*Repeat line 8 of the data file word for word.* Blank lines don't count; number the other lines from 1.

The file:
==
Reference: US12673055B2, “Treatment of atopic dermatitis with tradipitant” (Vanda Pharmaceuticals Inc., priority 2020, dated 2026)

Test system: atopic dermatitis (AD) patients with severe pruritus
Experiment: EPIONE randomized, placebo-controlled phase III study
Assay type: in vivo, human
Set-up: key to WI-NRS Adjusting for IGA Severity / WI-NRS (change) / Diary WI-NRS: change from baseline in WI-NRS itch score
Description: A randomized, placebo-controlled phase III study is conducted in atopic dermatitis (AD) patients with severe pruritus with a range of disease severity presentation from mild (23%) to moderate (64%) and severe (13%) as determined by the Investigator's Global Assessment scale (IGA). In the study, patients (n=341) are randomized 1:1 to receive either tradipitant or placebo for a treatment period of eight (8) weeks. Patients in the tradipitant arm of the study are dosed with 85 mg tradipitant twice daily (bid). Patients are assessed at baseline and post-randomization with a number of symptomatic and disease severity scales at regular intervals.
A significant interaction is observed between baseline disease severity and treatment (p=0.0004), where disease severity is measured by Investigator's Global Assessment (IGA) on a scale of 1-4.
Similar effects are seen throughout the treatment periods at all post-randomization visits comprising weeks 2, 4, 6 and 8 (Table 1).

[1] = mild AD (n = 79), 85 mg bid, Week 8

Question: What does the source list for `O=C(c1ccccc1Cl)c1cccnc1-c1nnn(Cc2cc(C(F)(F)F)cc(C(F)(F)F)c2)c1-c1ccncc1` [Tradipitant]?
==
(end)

Similar effects are seen throughout the treatment periods at all post-randomization visits comprising weeks 2, 4, 6 and 8 (Table 1).